March 10th, 2012 ravi
I’m writing up a more in-depth post about this on my personal blog, but I wanted to give a quick summary of why keys have not been generated and mailed to you.
I run a very, very old version of FreeBSD that is not capable of running a modern compiler. This, in addition to other things, means I’m not capable of compiling the tools that are needed to support the users on my host or this service as a whole.
I currently have a bunch of applications running in memory right now that I cannot start again because I can’t compile a modern version of it.
I’ve overcome the dependencies for this service specifically and with the help of a friend we’ll be scraping through all the key requests and shipping them out to you ASAP.
March 10th, 2012 ravi
I wanted to mention that I will be on a SXSW 2012 panel, Sexy Data Solutions for Public Transit Systems, which will be at the AT&T Conference Hotel.
If you’re at SXSW it would be great if you could make it. Hop on the shuttle of take a stroll. The weather should be well cleared up by then!
September 24th, 2009 ravi
I think I summed up things in my previous post. Unfortunately I was ignored and while I would love to see how the dust settles I fear taking inaction would irreversibly hurt the service and the work I have invested into making it as good as it has become.
Spock said it best with, “[...] the needs of the many outweigh the needs of the few.”
That being said I am now doing pre-processing of all updates globally. This will actually only impact a very small subset of the user base (<1%) so many of you won’t even notice. This will be a temporary solution until I can add in a bunch of other features people have been requesting.
August 18th, 2009 ravi
Well not really, but I will be going on holiday 8/21 through 9/12 and will probably be punched in the face when I acclimate back to PST. While I will be checking email I won’t be adding new requests for keys. This shouldn’t be too much of a problem as I typically batch them once or twice a month.
In other news while getting on SB236 I noticed a new sign (left) at the end of the cab car noting how many bike cars were in that train configuration. Am I slow on the uptake or is this brand spankin’ new? I didn’t see a similar sign on the engine but didn’t look very hard. Assuming this is actually updated regularly it should be trivial for someone at a terminal to note the configurations early in the morning and do a mass update.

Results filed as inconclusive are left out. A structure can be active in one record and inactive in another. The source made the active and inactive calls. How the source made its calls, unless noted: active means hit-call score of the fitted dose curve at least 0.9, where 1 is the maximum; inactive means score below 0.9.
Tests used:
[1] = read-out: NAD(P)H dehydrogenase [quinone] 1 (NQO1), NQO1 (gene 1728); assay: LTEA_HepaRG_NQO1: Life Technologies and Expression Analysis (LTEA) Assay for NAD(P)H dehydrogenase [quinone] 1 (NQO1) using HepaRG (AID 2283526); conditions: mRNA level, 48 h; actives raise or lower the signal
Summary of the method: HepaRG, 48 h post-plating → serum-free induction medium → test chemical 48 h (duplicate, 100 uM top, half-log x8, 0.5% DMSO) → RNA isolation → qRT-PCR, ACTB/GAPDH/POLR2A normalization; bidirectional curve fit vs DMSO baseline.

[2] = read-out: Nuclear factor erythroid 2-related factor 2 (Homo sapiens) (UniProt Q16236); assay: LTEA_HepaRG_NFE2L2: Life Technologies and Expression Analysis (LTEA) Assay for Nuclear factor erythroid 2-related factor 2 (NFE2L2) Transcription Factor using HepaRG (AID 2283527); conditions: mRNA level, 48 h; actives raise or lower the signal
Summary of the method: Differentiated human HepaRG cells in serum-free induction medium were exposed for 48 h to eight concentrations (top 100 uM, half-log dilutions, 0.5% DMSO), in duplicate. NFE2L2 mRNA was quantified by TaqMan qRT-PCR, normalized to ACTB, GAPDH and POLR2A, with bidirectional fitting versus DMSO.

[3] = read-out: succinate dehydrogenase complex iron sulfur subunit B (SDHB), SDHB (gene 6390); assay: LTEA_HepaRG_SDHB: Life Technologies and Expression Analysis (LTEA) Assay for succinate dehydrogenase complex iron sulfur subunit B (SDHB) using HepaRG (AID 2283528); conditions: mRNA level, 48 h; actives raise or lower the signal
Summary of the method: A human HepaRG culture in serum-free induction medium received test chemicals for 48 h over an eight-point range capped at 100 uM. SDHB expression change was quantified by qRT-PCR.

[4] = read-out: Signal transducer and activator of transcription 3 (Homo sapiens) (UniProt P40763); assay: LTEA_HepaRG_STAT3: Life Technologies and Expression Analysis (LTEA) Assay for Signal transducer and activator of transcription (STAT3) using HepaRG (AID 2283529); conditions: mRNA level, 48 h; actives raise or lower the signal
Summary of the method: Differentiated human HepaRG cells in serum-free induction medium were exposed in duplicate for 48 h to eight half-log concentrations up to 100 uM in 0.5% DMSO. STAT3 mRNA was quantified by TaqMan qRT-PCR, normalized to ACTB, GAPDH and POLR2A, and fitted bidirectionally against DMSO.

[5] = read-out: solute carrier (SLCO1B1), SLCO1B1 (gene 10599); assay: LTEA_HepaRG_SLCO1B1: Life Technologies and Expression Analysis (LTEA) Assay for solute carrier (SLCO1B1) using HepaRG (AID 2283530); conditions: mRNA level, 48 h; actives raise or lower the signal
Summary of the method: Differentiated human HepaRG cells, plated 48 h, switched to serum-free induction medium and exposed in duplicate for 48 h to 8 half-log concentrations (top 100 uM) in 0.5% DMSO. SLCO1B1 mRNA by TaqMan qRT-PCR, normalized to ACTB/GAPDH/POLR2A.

Hmm, and while reading through the tweet history I found this Aug 11 tweet noting the new signs. I guess I have been in the dark.
Finally a few people have asked me if posting guidelines have changed. No they have not. What do I mean?
- Leave the editorial comments to your own feed
- Please use OLD and NEW notation when referring to gallery and bombardier respectively. Not everyone knows the difference and it will just eat up on the maximum character limit you have. Fellow contributors have asked that people follow this to no avail. I am now asking everyone. Please do this do I don’t have to do message pre-processing.
- Please omit the class of service (e.g. bullet, limited, local). As noted by a contributor this is encoded in the train number. The first digit represents the class where 3 is bullet, 2 is limited, and 1 is local.
- Timestamps at the end of each tweet are inserted by me. There is no need to manually add it as it will eat into your max tweet length and cause confusion for others.
- Please keep the tweet to the account it belongs in. Car configurations belong in @bikecar
- Only update when there is something to say. A train that is on time or even <5 minutes behind schedule is not news.
As always I want to thank everyone for contributing and helping out. Remember this will only be successful if people play by the rules. I don’t have many at all so please stick with them. If you have concerns about them or anything I’ve said please do not hesitate to contact me.
July 29th, 2009 ravi
Mike Rosenberg, a reporter of the San Mateo County Times/Bay Area News Group, wrote a nice piece about the service that available at the Mercury News and Inside Bay Area. It should also appear in tomorrow’s edition of the Palo Alto Daily News.
I also have a large (15-20) batch of keys I need to generate and mail out so if you requested one it should be sent out shortly.
March 5th, 2009 ravi
Bicycle riders should be happy to learn that Caltrain has published the 36 scheduled trains that will be equipped with 2 bike cars for a total capacity of 64 bicycles. “These trains are operated with the stainless steel, fluted-side gallery cars, and the bike cars are the northernmost car and the fourth car from the north.”
I suspect the utility of my service will decline with this new data, however I believe it will still be useful when the trains are configured differently.
December 5th, 2008 ravi
A representative from one of the Bay Area transit providers has been providing updates to the service for some time now. You may have noticed them as the ones full of information such as